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Beauty and Misogyny: Harmful Cultural Practices in the West

(Women and Psychology)

3.97  ·  Rating details ·  233 ratings  ·  23 reviews
Should western beauty practices, ranging from lipstick to labiaplasty, be included within the United Nations understandings of harmful traditional/cultural practices? By examining the role of common beauty practices in damaging the health of women, creating sexual difference, and enforcing female deference, this book argues that they should.

In the 1970s feminists criticize
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Paperback, 216 pages
Published June 23rd 2005 by Routledge (first published May 1st 2005)
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3.97  · 
Rating details
 ·  233 ratings  ·  23 reviews


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Anna
Nov 04, 2013 rated it liked it
Although there is a certain amount to recommend in this thorough critique of beauty practises, it also contains some significantly problematic elements. I found it deeply thought-provoking, though, so much so that I started writing my review before I’d even finished reading. For that, it deserves three stars.

‘Beauty and Misogyny’ links neatly to Gail Dines’ Pornland: How Porn Has Hijacked Our Sexuality, which provides quite a bit of practise to back up Jeffreys’ theory in chapter four. It also a
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Yve
Jul 07, 2014 rated it it was amazing
“In the west women are supposed to be empowered, possessed of opportunities and choices unimaginable only a generation ago, yet these same women are hobbled by clothing and shoes, maimed by surgery in way that the feminist generation of the 1970s could not have imagined.”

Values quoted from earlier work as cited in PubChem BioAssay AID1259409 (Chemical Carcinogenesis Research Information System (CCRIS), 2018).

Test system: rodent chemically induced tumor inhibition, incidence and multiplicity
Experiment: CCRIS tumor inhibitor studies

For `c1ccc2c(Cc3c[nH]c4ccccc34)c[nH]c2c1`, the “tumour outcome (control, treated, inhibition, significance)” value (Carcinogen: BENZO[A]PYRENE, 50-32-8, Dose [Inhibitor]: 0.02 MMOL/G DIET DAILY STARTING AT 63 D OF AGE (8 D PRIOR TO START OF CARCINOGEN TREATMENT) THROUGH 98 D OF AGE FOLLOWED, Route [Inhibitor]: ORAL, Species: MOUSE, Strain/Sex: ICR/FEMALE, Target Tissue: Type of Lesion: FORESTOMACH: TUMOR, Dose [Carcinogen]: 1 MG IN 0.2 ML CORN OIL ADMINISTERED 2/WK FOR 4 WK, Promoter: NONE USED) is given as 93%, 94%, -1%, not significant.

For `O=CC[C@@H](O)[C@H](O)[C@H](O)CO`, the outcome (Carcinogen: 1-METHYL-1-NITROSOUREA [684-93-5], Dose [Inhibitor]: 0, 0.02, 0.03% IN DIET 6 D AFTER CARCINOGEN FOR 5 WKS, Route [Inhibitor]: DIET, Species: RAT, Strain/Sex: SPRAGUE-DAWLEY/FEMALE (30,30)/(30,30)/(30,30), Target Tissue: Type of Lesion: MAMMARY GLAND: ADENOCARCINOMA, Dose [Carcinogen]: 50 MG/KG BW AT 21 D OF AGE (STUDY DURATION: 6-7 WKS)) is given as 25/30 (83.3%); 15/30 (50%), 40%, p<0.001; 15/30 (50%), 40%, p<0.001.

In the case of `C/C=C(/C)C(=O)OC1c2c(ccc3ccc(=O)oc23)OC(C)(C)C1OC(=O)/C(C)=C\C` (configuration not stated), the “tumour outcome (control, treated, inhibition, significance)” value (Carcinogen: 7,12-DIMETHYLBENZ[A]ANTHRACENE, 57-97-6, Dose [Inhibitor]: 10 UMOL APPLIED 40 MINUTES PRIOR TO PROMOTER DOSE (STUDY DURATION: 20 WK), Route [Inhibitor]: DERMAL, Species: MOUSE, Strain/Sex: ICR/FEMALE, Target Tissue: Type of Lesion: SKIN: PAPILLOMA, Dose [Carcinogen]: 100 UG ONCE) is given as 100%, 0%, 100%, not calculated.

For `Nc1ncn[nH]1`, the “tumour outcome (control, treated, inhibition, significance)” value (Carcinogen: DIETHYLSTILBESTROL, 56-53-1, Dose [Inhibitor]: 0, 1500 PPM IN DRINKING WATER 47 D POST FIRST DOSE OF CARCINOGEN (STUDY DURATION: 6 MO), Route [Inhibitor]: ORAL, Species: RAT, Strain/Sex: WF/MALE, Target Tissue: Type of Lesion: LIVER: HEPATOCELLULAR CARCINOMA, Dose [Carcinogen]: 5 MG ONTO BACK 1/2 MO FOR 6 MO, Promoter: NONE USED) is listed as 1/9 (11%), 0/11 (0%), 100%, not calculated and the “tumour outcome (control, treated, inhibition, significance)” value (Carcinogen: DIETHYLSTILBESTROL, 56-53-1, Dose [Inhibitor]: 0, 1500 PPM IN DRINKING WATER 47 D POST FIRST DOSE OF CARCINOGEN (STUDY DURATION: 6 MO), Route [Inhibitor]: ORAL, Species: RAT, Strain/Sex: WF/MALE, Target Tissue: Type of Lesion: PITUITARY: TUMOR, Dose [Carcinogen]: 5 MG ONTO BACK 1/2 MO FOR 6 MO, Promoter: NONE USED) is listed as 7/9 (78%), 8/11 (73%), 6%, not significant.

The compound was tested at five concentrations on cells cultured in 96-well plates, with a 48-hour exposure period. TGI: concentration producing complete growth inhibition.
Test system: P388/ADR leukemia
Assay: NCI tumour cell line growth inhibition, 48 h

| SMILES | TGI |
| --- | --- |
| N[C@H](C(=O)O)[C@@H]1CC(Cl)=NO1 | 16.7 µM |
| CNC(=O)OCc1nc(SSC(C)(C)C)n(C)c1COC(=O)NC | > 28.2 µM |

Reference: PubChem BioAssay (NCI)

If you care about women, this book will make you angry. Jeffreys makes lucid and incisive analysis of the harmful standards of beauty and the choices women have under them, which are no choices at all. A true antidote to the poi
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missy jean
Jan 05, 2012 rated it really liked it
Shelves: non-fiction
Jeffreys details the physical and psychological harms caused by Western beauty practices, and argues that they should be considered as being from the same mold as harmful cultural practices from other parts of the world. I completely agree with this-- FGM in Africa and labiaplasty/breast implants in the USA grow from similar male-centric ideologies, that women's sexual attractiveness to men and their ability to meet arbitrary cultural beauty standards are paramount pursuits for women, worth cutt ...more
Liz Gum
Apr 10, 2016 rated it really liked it
Fantastic book. As a recent "born again" radical feminist (former liberal feminist), I have been digging into any radical feminist literature I can get my hands on. I learned so much from this book. Things that I feel like I always "knew" but could never quite come to terms with psychologically. Jeffreys makes clear the material reality that Western women live in, and it can be hard to swallow for some. However, she ends on a hopeful note, showing the reader that just because misogyny is the nor ...more
Dernica
Aug 07, 2014 rated it really liked it
Shelves: nonfiction
An eye opening read for sure, especially as Sheila Jeffreys is my lecturer at the moment. Her commentary though radical is thought provoking and that I can appreciate. Though I didn't agree with it all, I was able to indulge in new viewpoints that I've ner considered before.
Melanie
Nov 16, 2012 rated it liked it
Shelves: non-fiction